The PLATFORMS project is an example of the attempt to create “legal” settings for street art: more and more business owners have embraced spray-paint-wielding artists and encouraged or commissioned them to create works on their walls, providing patronage — and a degree of control — to the artistic expression bursting at the urban seams. So, it seems only fitting that a local design firm has stepped in to provide legitimacy and professionalism to the process. WOW Atelier, which operates out of Salt Lake City, brings artists, architects and designers together to offer clients the opportunity to create branded environments, with a heavy dose of graffiti and street art. The artistic force behind the group is Ben Weimeyer, an artist equally comfortable on the street as in the studio. Weimeyer has spent years creating legal (and possibly some illegal) walls across Utah, and beyond. He was a visible force in the 337 Project, and is responsible for multiple murals, including the back side of Canella’s and the elk mural on the side of Gallenson’s Guns and Ammo, both in Salt Lake City. If you’ve been to Lagoon this summer, you may have seen one of his newest creations, created under the auspices of WOW. It’s an eye-popping 100 ft. long x 16 ft. tall building facade, with some additional nearby crannies, located in the children’s section of the park and appropriately featuring tigers, sharks and octopuses.
When mass-market, family friendly institutions are commissioning street artists to decorate their buildings, one can be sure the form has received broad acceptance. Purists will lament this transformation: what began as counter-culture social and political protest is co-opted, tamed, commercialized by the culture it once stood against. Kind of like tattoos, once confined to sailors and prisoners, now adorning soccer moms. Or the paintings of those revolutionaries, the Impressionists, now splashed across calendars and mugs. But that’s what happens to any form: it is developed, morphed, transformed, retaining the look and feel of the original without necessarily the purpose, until it becomes something else. As for those with a rebellious spirit, don’t worry, having your street side garbage can vandalized is still plenty annoying.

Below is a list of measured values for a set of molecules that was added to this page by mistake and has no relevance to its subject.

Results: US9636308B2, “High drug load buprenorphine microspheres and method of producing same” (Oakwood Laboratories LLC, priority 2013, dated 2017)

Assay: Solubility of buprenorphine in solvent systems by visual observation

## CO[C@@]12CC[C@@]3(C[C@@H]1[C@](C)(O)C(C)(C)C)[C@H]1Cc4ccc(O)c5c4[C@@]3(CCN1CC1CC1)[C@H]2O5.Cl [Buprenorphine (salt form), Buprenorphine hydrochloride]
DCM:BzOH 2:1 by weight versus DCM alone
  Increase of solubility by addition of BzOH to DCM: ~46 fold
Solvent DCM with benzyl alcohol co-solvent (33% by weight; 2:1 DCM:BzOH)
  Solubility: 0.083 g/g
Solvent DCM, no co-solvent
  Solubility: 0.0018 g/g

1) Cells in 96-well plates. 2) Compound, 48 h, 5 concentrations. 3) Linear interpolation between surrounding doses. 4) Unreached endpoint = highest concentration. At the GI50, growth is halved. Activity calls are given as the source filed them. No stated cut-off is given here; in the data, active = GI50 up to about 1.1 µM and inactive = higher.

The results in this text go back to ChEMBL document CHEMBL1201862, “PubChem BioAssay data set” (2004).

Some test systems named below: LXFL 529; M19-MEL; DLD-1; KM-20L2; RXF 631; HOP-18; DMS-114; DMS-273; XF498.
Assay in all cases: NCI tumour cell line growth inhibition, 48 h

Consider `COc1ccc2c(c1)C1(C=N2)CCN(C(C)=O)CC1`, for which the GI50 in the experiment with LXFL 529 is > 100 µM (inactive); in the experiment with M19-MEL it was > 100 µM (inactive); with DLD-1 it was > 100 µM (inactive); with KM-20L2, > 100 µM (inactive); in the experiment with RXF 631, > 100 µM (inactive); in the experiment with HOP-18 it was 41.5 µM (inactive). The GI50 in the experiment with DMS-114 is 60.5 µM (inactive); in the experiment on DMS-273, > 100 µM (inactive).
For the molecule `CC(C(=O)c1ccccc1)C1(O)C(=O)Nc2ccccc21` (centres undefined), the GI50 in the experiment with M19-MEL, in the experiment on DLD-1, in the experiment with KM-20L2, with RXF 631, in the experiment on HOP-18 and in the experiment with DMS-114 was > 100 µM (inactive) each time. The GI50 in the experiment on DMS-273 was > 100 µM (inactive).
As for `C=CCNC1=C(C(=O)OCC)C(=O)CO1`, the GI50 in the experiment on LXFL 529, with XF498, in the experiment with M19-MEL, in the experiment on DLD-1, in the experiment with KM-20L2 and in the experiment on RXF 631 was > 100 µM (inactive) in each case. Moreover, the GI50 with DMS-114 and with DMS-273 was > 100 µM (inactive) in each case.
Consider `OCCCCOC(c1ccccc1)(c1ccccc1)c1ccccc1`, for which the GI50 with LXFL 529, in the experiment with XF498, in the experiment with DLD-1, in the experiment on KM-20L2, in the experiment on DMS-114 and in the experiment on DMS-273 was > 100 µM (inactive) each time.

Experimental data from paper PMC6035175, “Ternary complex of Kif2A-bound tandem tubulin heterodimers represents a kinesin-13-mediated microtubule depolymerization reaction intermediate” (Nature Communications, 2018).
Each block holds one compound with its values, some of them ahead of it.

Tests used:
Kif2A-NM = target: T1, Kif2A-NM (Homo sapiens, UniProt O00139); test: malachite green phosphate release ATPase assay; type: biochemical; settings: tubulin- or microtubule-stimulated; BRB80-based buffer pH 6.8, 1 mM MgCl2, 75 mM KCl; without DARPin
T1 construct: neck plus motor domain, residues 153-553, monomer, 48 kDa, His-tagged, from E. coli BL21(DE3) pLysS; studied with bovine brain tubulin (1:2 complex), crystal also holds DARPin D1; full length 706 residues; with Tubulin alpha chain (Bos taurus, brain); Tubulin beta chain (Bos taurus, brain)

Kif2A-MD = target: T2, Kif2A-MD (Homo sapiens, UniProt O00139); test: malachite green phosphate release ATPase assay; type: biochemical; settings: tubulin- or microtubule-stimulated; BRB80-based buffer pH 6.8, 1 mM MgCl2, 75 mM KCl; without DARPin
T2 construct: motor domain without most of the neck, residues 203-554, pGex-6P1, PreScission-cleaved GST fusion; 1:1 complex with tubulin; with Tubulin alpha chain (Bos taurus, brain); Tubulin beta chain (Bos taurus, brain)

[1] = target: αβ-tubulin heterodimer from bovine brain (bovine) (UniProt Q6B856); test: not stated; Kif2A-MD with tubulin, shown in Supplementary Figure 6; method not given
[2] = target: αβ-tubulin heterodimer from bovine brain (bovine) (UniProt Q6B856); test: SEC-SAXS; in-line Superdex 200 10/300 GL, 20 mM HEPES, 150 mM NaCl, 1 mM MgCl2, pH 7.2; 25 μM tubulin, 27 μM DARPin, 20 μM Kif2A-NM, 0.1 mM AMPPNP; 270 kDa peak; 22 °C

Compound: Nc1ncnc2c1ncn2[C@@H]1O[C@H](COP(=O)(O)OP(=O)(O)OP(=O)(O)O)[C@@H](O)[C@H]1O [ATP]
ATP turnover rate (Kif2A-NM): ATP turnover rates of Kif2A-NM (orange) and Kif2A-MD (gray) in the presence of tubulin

You can still catch Ogden First’s “Calligraffiti” during Ogden’s First Friday Stroll, Aug. 4, on the corner of 25thStreet and 5th East. Participating poets will be reading from their work. BASHA’s works are part of Phillips Gallery summer group show in Salt Lake City through Sept. 8, Gallery Stroll reception is Aug.18, 6-9 p.m. Learn more about WOW Atelier at be-wow.com.
The founder of Artists of Utah and editor of its online magazine, 15 Bytes, Shawn Rossiter has undergraduate degrees in English, French and Italian Literature and studied Comparative Literature in graduate school before pursuing a career in art.
Categories: Visual Arts